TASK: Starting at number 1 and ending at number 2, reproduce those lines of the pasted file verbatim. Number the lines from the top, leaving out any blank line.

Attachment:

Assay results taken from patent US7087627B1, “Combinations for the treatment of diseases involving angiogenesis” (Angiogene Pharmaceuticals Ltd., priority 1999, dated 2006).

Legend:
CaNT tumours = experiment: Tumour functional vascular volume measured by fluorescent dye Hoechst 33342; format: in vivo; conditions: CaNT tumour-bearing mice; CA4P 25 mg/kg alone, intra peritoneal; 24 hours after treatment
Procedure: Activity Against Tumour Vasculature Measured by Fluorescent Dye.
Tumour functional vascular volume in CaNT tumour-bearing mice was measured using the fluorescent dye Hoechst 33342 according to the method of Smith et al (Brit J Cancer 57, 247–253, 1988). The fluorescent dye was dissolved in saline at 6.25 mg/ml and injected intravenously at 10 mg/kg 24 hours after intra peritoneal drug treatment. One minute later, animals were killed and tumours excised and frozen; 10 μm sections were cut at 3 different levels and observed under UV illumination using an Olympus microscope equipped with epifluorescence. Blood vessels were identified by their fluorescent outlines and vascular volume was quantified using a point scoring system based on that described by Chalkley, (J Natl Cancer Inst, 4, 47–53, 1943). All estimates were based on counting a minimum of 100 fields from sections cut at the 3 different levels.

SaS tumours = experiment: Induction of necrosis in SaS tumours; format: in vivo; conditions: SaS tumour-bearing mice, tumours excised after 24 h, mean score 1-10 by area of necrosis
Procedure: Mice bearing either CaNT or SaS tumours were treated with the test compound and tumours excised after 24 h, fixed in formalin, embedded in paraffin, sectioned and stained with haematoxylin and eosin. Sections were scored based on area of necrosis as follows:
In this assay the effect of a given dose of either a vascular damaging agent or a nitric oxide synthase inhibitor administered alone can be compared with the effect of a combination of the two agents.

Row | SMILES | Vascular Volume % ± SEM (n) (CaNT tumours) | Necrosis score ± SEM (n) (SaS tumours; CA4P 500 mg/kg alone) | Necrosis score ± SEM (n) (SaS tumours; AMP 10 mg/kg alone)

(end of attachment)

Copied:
Assay results taken from patent US7087627B1, “Combinations for the treatment of diseases involving angiogenesis” (Angiogene Pharmaceuticals Ltd., priority 1999, dated 2006).

Legend: